These are getting painful to watch
I want to know the product they were actually selling because fails like this happens virtually never.
Indiana artist Gabriel Dishaw (previously featured here) has created another awesome upcycled Darth Vader sculpture for his ongoing Star Wars series. This time Darth Vader’s unmistakable helmet has been mounted onto a tank to create Tank Vader:
"My passion for Star Wars and one of the baddest villains of all time has carried over to my upcycled art. This piece was created using recycled materials from a toy tank, vintage model pieces, computers, adding machines, typewriters, wire and airplane parts."
He might be shorter and smaller than the real thing, but something tells us you still don’t want to upset this armored vehicle version of the dreaded Sith Lord.
Instructables play editor and community manager Mike Warren created a tutorial for transforming plastic toy animals into awesome corn cob holders. Mike even cleverly designed his holders to firmly reconnect, so they can also be displayed as cute toys when they aren’t in use.
Tiananmen Square, or The June Fourth Incident (in Chinese)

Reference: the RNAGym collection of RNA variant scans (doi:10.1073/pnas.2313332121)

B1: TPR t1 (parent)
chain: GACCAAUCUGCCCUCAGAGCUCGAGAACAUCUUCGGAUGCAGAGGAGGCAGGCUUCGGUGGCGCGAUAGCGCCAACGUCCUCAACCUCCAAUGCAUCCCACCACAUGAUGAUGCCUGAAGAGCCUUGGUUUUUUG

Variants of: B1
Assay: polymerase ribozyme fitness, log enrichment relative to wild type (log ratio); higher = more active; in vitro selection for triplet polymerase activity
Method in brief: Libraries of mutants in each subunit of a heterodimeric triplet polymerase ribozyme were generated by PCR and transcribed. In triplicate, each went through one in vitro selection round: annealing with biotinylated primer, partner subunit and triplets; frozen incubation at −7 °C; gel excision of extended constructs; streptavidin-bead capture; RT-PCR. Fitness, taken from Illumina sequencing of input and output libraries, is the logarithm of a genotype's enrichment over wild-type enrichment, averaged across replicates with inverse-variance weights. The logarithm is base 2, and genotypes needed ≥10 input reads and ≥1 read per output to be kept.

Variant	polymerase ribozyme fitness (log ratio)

Le champ large est une perspective intéressante sur image classique
For an art installation entitled Ballroom Luminoso, artists Joe O’Connell and Blessing Hancock created and hung six awesome chandeliers from a concrete underpass in San Antonio, Texas. The chandeliers were custom-made using structural steel, recycled bicycle parts, and custom LEDs that project a field of silhouettes of sprockets, gears, and other shapes onto the blank slate of an otherwise unremarkable industrial surface.
From the artist’s statement about the project:
“Ballroom Luminoso references the area’s past, present, and future in the design of its intricately detailed medallions. The images in the medallions draw on the community’s agricultural history, strong Hispanic heritage, and burgeoning environmental movement. The medallions are a play on the iconography of La Loteria, which has become a touchstone of Hispanic culture. Utilizing traditional tropes like La Escalera (the Ladder), La Rosa (the Rose), and La Sandía (the Watermelon), the piece alludes to the neighborhood’s farming roots and horticultural achievements. Each character playfully rides a bike acting as a metaphor for the neighborhood’s environmental progress, its concurrent eco-restoration projects, and its developing cycling culture.”